It has been five long, sad, lonely years since Morrissey last graced the area with his immaculately coifed presence. After two canceled tours, a bleeding ulcer and many broken hearts since his 2009 Midland date, it seems that everyone's favorite melancholy man is returning for real this time. Morrissey is also preparing to release his 10th solo record in July, the miserably titled World Peace Is None of Your Business, featuring tracks like "Neal Cassady Drops Dead," "Kick the Bride Down the Aisle" and "Earth Is the Loneliest Planet." So there's a lot to look forward to Tuesday at Liberty Hall.
Tuesday, May 20, Liberty Hall (644 Massachusetts, Lawrence,
Blood Red Shoes
The latest self-titled album from Brighton, England's Blood Red Shoes opens with nearly two minutes of bone-rattling, instrumental fury. It's an introduction that sets the pace for the rest of the record's 11 blistering songs, as Laura-Mary Carter and Steven Ansell, who share lead vocals, drag their demons out by the horns and beat them senseless. It's hard to believe Carter on "Speech Coma," as she delivers the chorus like blows to a punching bag: I can't get the words out/It's like someone cut out my tongue. You've got to admire a band that, 10 years in, still manages to sound convincingly angry all the time.
Wednesday, May 21, Czar (1531 Grand, 816-421-0300)
Perfect Pussy lead singer Meredith Graves provided me with a most surprising and memorable phone conversation when, in December, we spent nearly an hour discussing the politicizing of her band's music, her views as a feminist and her love of Roland Barthes. Graves is a sharp observer, full of opinions — opinions that spill out on the violent and heady debut recording (really a four-track demo) that Perfect Pussy put out last November. In March, the Syracuse noise-punk band released its long awaited Say Yes to Love, a voracious onslaught of purposeful chaos. Its 23 minutes pound you with all the force of a battering ram, one on which Graves proudly sits, leading the charge.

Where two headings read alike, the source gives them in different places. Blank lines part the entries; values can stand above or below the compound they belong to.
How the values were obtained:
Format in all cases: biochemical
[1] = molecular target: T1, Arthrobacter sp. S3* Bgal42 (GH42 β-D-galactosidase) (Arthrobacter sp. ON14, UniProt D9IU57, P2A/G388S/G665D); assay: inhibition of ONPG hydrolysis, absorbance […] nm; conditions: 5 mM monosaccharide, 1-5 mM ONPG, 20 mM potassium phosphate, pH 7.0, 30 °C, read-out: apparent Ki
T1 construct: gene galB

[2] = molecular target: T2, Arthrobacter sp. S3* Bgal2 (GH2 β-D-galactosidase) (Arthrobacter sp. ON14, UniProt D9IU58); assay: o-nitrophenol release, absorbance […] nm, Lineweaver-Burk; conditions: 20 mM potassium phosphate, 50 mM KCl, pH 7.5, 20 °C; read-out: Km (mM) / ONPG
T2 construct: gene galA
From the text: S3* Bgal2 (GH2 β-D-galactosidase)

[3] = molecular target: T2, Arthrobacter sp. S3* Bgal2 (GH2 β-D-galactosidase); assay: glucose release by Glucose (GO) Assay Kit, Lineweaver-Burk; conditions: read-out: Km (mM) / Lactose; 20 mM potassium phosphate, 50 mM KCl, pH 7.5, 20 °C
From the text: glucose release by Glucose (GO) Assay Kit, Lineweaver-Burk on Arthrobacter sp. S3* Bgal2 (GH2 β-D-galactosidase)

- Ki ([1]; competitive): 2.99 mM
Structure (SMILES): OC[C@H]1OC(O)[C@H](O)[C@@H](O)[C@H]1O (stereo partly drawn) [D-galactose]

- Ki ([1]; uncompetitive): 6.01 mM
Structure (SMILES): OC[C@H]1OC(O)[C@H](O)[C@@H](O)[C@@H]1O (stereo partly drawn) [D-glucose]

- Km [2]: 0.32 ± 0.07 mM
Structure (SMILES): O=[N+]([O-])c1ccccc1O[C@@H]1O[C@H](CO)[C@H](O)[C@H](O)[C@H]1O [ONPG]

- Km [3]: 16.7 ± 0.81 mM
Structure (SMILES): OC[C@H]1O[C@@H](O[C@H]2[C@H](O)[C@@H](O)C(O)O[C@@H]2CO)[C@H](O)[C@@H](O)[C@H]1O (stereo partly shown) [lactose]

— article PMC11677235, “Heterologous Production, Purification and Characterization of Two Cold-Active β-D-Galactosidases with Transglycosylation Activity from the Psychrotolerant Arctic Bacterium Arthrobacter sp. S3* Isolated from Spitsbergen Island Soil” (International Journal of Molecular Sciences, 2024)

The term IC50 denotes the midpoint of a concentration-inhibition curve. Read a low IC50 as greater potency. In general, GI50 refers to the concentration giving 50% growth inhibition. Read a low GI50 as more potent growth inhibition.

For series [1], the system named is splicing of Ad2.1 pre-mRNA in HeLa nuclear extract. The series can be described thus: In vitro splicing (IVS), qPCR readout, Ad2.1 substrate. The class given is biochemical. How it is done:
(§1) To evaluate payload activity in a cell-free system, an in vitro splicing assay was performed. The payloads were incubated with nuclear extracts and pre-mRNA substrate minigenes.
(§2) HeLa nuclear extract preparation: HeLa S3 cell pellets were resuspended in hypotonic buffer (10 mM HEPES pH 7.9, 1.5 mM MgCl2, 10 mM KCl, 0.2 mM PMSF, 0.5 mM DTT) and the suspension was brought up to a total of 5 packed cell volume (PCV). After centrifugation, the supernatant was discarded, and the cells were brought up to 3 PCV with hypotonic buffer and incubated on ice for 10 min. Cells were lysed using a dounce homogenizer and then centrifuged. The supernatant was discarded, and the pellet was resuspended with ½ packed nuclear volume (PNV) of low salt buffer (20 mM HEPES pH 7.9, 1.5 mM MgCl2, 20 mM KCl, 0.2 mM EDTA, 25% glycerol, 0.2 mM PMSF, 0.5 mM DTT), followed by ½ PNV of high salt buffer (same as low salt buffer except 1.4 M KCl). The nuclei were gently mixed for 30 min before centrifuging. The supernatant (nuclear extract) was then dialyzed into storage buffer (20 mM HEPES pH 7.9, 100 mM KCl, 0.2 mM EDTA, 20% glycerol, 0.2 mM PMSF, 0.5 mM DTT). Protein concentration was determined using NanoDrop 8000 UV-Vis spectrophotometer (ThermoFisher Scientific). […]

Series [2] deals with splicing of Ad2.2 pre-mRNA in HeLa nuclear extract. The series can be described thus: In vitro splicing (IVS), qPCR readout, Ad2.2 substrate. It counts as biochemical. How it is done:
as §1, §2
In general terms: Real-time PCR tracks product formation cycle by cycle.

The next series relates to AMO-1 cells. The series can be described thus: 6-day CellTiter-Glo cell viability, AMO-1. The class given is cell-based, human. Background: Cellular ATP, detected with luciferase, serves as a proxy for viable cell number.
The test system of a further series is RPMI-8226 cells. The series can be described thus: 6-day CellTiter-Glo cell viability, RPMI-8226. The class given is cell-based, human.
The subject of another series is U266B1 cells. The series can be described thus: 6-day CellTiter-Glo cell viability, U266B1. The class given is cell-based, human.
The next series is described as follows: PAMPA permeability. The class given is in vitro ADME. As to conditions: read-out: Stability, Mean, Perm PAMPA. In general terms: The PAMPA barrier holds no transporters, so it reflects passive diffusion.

Sunday, May 18, Czar (1531 Grand, 816-421-0300)
Little Green Cars
Despite the massive hype that accompanied Absolute Zero, the 2013 debut album from Dublin folk-rock quintet Little Green Cars, the record sounded not too far from the Lumineers' debut a year earlier: steroid-driven crescendos, swaggering vocal harmonies and exuberant choruses recounting the oh-so-relatable follies of love. It's an excellent album, to be sure, but the remarkable thing about Little Green Cars is Faye O'Rourke, the lone female singer. She's the Florence Welch-like powerhouse, the secret weapon that should be up front and in charge more often than the quarter or so of the album she gets this time. Listen to the stirring single "My Love Took Me Down to the River to Silence Me" for proof of her talents — or hear them in person Monday night.
Monday, May 19, RecordBar (1020 Westport Road, 816-753-5207)
The Pains of Being Pure at Heart
It's a charming enough tale: A band with a twee name worthy of an extra-long Liz Lemon eye roll manages to climb above its assumed limitations, thanks to a mighty hero and a bit of luck. In the case of the Pains of Being Pure at Heart, the protagonist is Kip Berman, a frontman with all the right ideas. Somehow, since forming the Pains in 2007, Berman has managed to push the group's sound forward by deftly upcycling smart elements of late-1980s and early '90s pop. If the early reviews of the Pains' forthcoming Days of Abandon are accurate, we can expect similarly minded silky, perky jams, just in time for summer.
Thursday, May 15, RecordBar (1020 Westport Road, 816-753-5207)